Time to grow food


Dog on table. March 20th, 2018

Here on the West Coast, we can grow food year round…with a bit of practice and preparation that is.  We moved onto our land and into a 27 ft travel trailer Feb. 1,  2006.  Since that time we have built a 100 ft2 sleeping cabin (for kids to play in and Ann to sleep in when trailer was taken over by mice), a cob wood working shop, a cob house, a cob root cellar, three greenhouses, and the 200ft2 Eco-Hut (Plant nursery office, guest cabin, tiny home, women cave).

Plant Nursery is open Saturdays from 10am-2pm for April and most of May.  3295 Compton Road.  Feel free to come out to walk around the homestead and get ideas for your garden.  Plant list here: 

Lots of new items in stock, lots of bigger trees to produce your food sooner, AND we have lowered prices quite a bit on figs, grapes, dwarf Cherries, Pecans, and many other items.  

We also have a $5 table for items that we don’t know what variety they are (tag went missing…usually due to ducks pulling wooden sticks out).


We have shared this land with countless chickens, various ducks (including Dug, MudPuddle, SweetPea, BittyBoo, CocoPop, AngieDuck, and Mr. SweetPea), Boo (our first dog), and Nina.  Along the way, we have built soil filled with countless thriving worms (which we have not named).  This soil building has enabled us to go from canned foodivores, to opportunistic ethical omnivores.


We are now at the point where we could almost live entirely without outside food inputs. The hazelnuts have just started to produce, and we are hoping for both chestnuts, almonds, and walnuts this year…maybe even yellowhorns.  We have abundant fruit crops including apples, pears, plums, kiwis, currents, logan berries, peaches, apricots, figs, mulberries, grapes, tea, to name just a few.


The annual gardens are producing so much food, that Ann is actually going to scale back this year.  We have moved almost entirely to raised garden beds and are continuing to experiment with many different styles so that we can continue to grow food as we get older and as the climate becomes even more unpredictable leading to ever more expensive food.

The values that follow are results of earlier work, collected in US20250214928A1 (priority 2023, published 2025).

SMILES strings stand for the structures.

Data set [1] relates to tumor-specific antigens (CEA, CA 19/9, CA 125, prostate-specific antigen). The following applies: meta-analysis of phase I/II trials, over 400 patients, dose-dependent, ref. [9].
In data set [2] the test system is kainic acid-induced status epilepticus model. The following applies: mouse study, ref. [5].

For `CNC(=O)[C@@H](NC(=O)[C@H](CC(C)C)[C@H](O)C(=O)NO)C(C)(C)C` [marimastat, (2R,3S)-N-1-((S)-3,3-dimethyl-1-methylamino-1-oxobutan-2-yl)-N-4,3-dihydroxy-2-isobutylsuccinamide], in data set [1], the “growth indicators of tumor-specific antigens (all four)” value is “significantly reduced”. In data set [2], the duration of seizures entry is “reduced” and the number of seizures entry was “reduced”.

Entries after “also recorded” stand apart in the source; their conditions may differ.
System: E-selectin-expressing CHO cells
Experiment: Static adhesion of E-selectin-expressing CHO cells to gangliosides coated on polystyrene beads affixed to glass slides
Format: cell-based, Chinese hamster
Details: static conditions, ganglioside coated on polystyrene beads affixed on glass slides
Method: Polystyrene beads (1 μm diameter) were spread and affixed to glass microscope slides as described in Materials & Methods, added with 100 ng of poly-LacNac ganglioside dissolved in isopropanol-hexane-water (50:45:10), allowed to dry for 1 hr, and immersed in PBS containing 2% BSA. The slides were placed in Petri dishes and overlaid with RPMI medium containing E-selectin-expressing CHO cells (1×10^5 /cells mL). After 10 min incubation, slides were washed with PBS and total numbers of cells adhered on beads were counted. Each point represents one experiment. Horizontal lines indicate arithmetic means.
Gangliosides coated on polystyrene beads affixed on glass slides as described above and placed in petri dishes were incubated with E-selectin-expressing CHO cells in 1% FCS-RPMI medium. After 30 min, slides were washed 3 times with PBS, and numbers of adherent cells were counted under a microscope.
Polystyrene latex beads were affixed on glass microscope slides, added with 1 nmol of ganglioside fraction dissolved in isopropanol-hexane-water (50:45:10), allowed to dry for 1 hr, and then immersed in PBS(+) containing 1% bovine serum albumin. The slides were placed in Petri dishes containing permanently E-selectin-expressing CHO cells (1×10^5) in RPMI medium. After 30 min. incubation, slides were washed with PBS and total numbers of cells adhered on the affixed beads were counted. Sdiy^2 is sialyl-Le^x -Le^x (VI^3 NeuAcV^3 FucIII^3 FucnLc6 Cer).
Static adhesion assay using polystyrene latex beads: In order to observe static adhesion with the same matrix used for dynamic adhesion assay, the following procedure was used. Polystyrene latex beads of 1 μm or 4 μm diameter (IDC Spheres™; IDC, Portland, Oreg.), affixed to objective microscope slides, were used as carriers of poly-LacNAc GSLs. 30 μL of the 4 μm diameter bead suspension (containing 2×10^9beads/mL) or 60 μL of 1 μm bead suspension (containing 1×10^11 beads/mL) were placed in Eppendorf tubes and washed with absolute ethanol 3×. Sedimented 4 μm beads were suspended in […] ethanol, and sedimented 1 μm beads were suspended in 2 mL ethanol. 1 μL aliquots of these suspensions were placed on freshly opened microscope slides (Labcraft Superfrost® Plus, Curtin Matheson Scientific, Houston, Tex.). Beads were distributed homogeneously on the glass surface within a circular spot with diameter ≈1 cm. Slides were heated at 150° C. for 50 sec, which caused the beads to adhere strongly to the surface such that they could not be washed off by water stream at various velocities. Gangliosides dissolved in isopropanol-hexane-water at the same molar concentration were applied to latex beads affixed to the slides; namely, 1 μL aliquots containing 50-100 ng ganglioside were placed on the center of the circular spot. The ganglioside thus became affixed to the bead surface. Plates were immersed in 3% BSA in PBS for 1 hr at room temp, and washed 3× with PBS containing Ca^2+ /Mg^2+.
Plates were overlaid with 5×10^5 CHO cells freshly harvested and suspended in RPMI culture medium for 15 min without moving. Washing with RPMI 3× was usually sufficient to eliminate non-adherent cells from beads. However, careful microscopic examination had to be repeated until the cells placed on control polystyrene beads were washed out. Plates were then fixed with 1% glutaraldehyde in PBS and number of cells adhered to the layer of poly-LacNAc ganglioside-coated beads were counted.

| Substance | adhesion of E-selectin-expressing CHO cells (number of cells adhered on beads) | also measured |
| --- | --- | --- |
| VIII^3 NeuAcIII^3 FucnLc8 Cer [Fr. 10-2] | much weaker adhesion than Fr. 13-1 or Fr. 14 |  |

Everyday we both comment how much we LOVE our FOOD and LOVE our LAND.  This damaged, rocky, exposed land has literally been transformed to become our eden to nourish our bodies, the ecosystem, and our souls. ABUNDANCE.  Because we eat from this land, and recycle EVERYTHING back into this land (including our animals…in one form or another), we have literally become this land.  We share a biome with the soil on this land.  A big reason why we don’t get sick.

You don’t need much land to grow food…a small yard or a plot in a community garden.  Here in the Highlands many people don’t have enough sun…so after 2 years of hard work a dedicated group has created the Highlands community garden and food will soon be growing.  So excited for our community.

To share what we have learned, we are offering a few spring workshops here at Eco-Sense:

Insert catchy title here:  (couldn’t think of one)

We continue to be highly disturbed with the state of the world…both ecologically and socially.  We know that business as usual results in an unliveable planet for many (or perhaps even most) children born now.  In fact, many people around the planet are suffering and dying NOW due to our lifestyle.  What a horrible and exciting time to be alive.  Front row seats watching _________ (you fill in the blank).

Things certainly look pretty dire, but right now in this part of the world, we are happy and thriving and doing our best to reduce our impact, build soil, laugh, nurture our bodies, remain engaged in local politics, and align our actions with the magnitude of our human predicament.  The collective response (both locally and globally) to the multiple crises we are facing is orders of magnitude deficient for what is required.  We spend a considerable amount of time shaking our heads in disbelief and horror at the unwillingness of pretty much everyone we know to acknowledge the crisis.  Tweaking policy and consumption patterns is simply not going to get us where we need to go.  We need RADICAL changes but few are willing to even have this conversation let along act in meaningful ways.


Our response to this is to launch the MUD Room @ Eco-Sense to provide a classroom for RADICAL LEARNING.

Radicle Learning
If you have a small class you would like to teach in the MUD Room, please send us an email.  We need creative solutions for adaptation and mitigation…preferably simultaneously.


Ann and Gord



One response to “Time to grow food

  1. Your guys are and inspiration to us all…

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